The HKLC system classifies patients with HCC size exceeding 5 cm, numbers less than 3, and good liver functional reserve (Child-Pugh class A) as IIb (23). In their cohort, SR and TACE comprised the most common treatment modalities in this tumor stage. Moreover, SR could provide a survival benefit relative to TACE. Hence, SR is the recommended treatment in this clinical setting. Our study further validated that, even for patients with HCC tumor size exceeding 10 cm, SR could proffer better survival than could TACE. A further liberal step beyond current guideline-charted territory of SR may be justified.
Conventional assessment of liver reserve, the Child-Pugh classification, is not sufficiently accurate because the extents of ascites and encephalopathy were subjective variables (34). Furthermore, Child-Pugh class was originally designed for cirrhotic patients, and its use in patients with HCC prognosis may be inaccurate (35). Accordingly, Johnson recently proposed that ALBI scores, which incorporated both serum albumin and bilirubin levels, could provide a simple, objective, and evidence-based method for the evaluation of liver function for patients with liver cirrhosis or HCC (36). Moreover, it has been validated to accurately predict the prognoses of patients with HCC across different tumor stages and treatment modalities (34-41).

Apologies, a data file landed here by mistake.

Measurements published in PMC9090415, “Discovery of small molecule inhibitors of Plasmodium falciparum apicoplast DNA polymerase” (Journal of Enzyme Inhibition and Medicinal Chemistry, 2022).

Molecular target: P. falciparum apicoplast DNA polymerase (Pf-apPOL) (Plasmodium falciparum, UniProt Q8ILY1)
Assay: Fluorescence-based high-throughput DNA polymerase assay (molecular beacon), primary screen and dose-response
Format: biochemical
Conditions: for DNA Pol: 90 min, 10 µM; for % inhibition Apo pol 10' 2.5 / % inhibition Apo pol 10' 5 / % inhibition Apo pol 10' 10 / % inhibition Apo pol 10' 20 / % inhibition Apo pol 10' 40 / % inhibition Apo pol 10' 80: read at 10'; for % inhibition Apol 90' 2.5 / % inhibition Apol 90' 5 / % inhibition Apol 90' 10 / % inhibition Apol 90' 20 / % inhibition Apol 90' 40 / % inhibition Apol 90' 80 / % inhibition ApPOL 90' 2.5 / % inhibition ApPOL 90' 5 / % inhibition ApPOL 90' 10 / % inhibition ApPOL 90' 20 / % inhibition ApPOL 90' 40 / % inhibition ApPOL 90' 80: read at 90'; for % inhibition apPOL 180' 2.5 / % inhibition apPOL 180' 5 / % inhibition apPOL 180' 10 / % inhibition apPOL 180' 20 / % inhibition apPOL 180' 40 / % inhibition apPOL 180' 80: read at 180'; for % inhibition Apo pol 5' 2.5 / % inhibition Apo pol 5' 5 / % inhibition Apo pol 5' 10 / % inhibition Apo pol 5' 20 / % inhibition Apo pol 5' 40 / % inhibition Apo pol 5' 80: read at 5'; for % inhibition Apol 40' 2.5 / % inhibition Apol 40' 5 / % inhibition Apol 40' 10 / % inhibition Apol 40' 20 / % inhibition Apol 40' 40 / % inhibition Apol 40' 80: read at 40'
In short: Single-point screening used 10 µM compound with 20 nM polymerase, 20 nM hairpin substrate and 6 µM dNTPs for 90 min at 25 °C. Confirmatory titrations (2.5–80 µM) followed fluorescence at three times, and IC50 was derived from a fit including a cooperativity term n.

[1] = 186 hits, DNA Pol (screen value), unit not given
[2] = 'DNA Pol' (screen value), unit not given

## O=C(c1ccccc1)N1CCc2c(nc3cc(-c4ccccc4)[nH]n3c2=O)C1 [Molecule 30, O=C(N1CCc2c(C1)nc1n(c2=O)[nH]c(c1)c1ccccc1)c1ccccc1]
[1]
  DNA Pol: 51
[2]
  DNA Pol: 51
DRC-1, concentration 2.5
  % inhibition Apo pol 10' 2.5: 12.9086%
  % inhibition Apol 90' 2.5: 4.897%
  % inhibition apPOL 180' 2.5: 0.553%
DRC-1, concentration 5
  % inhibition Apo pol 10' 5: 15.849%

In our cohort, although most patients fell in the Child-Pugh class A (96.1%), only 37.3% of the patients were classified as ALBI grade 1. For these patients, ALBI grade still presented as an excellent predictor of prognosis. For patients with ALBI grade 1, the 5-year OS rate after SR was as high as 58.0%. This suggests that, for patients with solitary huge HCC and ALBI grade 1 liver reserve, SR could be encouraged as the front-line treatment rather than be restricted to guideline-endorsed treatment, given that resection is highly likely to yield favorable long-term outcomes.
By the current concept, SR is a curative treatment modality while TACE is regarded as a non-curative local regional therapy for the treatment of HCC. Nevertheless, for patients with solitary huge HCC, substantial patients received TACE because of the concerns of safety and treatment efficacy of SR due to large tumor burden and the presence of microvascular invasion. In our cohort, no patient died within 30 days after the operation in the SR group. Moreover, the 90-day morality rates were also lower in the SR group when compared to that in the TACE group. Besides, the OS rate was also better in the SR group even given in the fact that most of the patients who underwent SR had microscopic invasion. In suggested that SR could be served as the front-line therapy for solitary huge HCC if the patients with a well-preserved liver function and R0 resection could be achieved.